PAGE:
Comment: The Uppsala Conflict Data Program compiles a register of “events” – that is, cases of violence leading to death – from multiple sources. These estimates can sometimes be lower than they are in reality, since not all cases are reported. The graphs show the chronology of numbers killed in states where more than 10,000 deaths have been recorded since 1989. The scale of the Rwandan genocide (1994) is striking. Some states display numerous deaths throughout the period (Sudan, Somalia, India, Afghanistan); other conflicts seem, in principle, to be resolved (Angola, Bosnia, etc.), while yet others are more recent (Nigeria, Yemen and Syria).
- There is no universal understanding of the notion of religion, nor is there any clear distinction between a religion and a sect. Generally speaking, a religion is a system of beliefs that makes a distinction between the sacred and the profane, manifested in a set of ritual actions that give reality to this distinction. Individuals may be described as religious if they practice or claim to belong to a religion, or if they have made religion their profession and devoted their lives to it.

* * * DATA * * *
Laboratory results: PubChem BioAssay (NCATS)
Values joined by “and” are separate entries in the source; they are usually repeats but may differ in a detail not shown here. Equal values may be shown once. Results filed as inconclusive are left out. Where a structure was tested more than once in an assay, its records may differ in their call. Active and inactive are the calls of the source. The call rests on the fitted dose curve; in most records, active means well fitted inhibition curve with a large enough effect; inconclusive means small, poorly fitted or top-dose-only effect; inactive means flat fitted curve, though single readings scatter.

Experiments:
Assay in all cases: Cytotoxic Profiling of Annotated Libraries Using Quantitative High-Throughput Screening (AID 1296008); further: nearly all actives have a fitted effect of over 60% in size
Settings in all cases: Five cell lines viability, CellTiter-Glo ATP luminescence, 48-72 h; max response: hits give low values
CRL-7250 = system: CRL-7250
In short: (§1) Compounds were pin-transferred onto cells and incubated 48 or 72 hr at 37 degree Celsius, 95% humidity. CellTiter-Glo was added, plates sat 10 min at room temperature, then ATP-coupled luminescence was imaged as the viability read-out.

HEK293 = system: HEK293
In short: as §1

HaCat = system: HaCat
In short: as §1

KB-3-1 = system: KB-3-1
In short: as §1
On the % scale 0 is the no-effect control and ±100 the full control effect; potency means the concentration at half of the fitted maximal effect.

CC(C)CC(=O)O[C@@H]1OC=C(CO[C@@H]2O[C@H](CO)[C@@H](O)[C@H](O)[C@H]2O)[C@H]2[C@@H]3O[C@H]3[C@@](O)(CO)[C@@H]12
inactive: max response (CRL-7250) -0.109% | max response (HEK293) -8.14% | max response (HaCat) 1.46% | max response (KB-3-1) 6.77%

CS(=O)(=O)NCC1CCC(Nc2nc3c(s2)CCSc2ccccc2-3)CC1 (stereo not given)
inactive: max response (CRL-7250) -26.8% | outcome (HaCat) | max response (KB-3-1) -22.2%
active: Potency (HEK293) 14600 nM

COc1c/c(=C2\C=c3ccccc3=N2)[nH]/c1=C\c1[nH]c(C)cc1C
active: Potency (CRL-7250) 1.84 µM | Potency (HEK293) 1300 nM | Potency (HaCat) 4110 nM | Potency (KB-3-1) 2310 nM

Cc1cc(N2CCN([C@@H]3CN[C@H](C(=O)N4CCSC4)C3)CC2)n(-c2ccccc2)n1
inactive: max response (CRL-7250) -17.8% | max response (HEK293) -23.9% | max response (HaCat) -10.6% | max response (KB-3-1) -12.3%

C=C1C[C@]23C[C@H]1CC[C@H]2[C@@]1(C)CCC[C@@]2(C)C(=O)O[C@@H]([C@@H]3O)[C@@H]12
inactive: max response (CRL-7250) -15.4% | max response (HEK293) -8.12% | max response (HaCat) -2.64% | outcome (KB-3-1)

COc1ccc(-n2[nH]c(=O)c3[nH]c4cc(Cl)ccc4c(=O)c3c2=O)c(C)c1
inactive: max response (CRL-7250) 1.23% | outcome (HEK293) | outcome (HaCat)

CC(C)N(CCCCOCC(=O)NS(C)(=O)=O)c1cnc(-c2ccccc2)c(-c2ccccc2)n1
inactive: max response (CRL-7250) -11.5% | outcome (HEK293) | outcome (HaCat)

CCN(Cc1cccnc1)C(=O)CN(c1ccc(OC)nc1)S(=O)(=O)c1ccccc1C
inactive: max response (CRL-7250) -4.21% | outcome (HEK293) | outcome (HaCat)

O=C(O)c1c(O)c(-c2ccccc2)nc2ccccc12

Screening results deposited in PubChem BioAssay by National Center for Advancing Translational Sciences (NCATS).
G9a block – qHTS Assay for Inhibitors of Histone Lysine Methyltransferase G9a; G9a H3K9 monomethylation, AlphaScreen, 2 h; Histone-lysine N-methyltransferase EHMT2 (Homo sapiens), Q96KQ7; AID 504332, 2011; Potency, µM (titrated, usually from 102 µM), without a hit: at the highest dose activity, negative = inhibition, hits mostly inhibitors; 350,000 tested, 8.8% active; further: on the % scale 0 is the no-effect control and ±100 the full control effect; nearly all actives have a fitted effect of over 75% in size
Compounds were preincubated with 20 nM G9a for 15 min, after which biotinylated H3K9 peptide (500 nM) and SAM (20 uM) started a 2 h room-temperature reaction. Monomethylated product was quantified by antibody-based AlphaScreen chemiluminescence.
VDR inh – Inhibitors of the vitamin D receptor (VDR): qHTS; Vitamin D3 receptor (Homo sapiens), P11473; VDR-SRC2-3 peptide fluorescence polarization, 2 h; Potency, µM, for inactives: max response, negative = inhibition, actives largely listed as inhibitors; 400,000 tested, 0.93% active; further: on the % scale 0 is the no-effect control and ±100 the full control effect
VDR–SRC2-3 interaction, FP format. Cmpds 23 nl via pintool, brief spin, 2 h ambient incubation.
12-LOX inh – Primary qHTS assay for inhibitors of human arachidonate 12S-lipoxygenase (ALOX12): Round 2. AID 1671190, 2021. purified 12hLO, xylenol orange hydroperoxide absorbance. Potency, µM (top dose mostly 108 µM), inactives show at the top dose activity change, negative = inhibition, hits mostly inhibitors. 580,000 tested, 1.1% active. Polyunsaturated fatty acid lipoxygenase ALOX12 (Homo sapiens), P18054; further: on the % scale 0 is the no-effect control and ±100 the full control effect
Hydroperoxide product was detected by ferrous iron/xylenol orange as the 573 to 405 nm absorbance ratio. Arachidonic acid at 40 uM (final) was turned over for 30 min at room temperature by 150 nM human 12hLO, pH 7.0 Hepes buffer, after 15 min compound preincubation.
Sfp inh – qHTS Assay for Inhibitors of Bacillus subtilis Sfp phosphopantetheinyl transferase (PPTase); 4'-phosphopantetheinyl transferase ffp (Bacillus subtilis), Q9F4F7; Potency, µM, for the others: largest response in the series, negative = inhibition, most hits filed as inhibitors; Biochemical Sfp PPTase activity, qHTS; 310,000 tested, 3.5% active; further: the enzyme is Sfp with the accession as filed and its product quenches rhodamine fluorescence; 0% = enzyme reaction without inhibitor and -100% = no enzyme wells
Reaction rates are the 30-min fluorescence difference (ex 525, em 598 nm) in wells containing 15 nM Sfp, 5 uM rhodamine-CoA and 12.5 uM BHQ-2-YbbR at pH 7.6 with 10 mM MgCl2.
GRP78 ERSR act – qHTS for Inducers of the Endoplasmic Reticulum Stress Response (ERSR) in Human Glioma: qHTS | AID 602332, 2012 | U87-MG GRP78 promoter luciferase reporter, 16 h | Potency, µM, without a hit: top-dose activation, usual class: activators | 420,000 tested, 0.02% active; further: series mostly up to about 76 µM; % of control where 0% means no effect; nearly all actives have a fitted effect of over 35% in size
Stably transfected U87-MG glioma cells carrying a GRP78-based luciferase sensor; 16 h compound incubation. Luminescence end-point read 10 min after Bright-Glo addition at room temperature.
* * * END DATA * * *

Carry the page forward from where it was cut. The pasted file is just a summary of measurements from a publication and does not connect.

- Surface area occupied by a human group. This term has different meanings in different social science disciplines. For geographers it is a socialized, constructed space in which distance is continuous, with more or less defined borders, such as, but not confined to, states. For sociologists and political scientists, a territory is a socially constructed space confined by borders which provide the structuring principle for a political community and enable a state to impose its authority and control on the population. It is linked to the context, history and actors of its construction. For Max Weber, the modern, rational and legal state is closely linked to territoriality.